By Judy Stadler
The Fitchburg 2022 Mayor’s Budget will be voted on by the Common Council November 9, 2021, starting at 7:30 pm, at the Fitchburg City Hall, 5520 Lacy Rd. Included in that budget will be $20,000 for solar panels to power one lift station. The Mayor’s Budget did not include a line item for $25,000 for a sustainability plan, despite the fact that the Planning and Zoning Department proposed such a plan and the Resource Conservation Commission expressed strong interest.
In view of that omission, Alder Gabriella Gerhardt, who is also a member of the Resource Conservation Commission, proposed an amendment (#10) to the 2022 budget to include $25,000 for the beginning phase of a city sustainability plan. Her Rationale for Amendment #10 was discussed at the October 27, 2021, meeting of the Committee of the Whole. As Alder Gerhardt stated:
A sustainability plan is essential as Fitchburg continues to grow and change. This funding allows the planning team to define the scope of this plan and begin the process of drafting the plan.
Sustainability planning will enable us to be more resilient to climate change impacts and costs. As part of the plan, we will research potential ordinance changes that will be essential as we expand the Urban Service Area. The plan will allow us to reap the full benefits of cost savings from sustainability initiatives and make the city more environmentally responsible within the city and regionally.
In his October 15, 2021, memo to Finance Director Misty Dodge, Fitchburg Sustainability Specialist Phil Grupe elaborated on Alder Gerhardt’s Rationale for Amendment #10:
A sustainability plan serves as a value statement, a guidebook and an analytical framework that documents a municipality’s principles, goals and progress in a cohesive manner…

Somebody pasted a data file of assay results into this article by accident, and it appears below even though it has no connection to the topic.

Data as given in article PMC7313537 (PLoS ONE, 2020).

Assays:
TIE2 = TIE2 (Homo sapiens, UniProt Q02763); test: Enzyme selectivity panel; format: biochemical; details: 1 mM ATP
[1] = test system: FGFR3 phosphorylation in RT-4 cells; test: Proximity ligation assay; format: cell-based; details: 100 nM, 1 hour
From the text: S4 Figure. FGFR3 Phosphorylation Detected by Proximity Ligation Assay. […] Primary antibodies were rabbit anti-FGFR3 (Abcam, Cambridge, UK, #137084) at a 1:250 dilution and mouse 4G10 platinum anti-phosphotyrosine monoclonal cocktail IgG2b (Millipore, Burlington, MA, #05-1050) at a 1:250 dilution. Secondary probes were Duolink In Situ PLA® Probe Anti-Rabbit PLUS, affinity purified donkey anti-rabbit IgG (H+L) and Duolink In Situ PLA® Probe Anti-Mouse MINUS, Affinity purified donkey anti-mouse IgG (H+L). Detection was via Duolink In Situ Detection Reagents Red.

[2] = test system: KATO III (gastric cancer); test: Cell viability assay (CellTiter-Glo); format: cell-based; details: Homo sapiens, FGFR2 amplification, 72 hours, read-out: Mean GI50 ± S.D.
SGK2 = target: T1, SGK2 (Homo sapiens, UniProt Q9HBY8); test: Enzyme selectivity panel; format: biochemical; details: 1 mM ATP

Just within Dane County, no fewer than four nearby municipalities have a standalone sustainability plan, with at least one other neighbor including a dedicated sustainability chapter within their comprehensive plan. Fitchburg is the largest municipality in Dane County without a sustainability plan.
Context: Fitchburg’s 2019 Clean Energy Resolution (R-26-19) called for the city to “develop an energy and water plan that includes a resiliency/sustainability and adaptation plan to deal with anticipated changes associated with climate change.” Thus far the city has not developed this although the Resource Conservation Commission has expressed strong interest in this.
After the November 9 public hearing on the budget, the Common Council will vote on Amendment #10, other amendments, and the full budget. Anyone can comment on the budget in person or by zoom. Mayor Aaron Richardson has five days to veto line items or the entire budget. The Common Council then has the right to override any vetoes.
Fitchburg residents who wish to support Budget Amendment #10 allocating $25,000 for a city sustainability plan are urged to attend the November 9 meeting in person or to send an email to their alders, or to the mayor and the full council at Council&Mayor@fitchburgwi.gov.
Any questions? Contact Judy Stadler at email@example.com.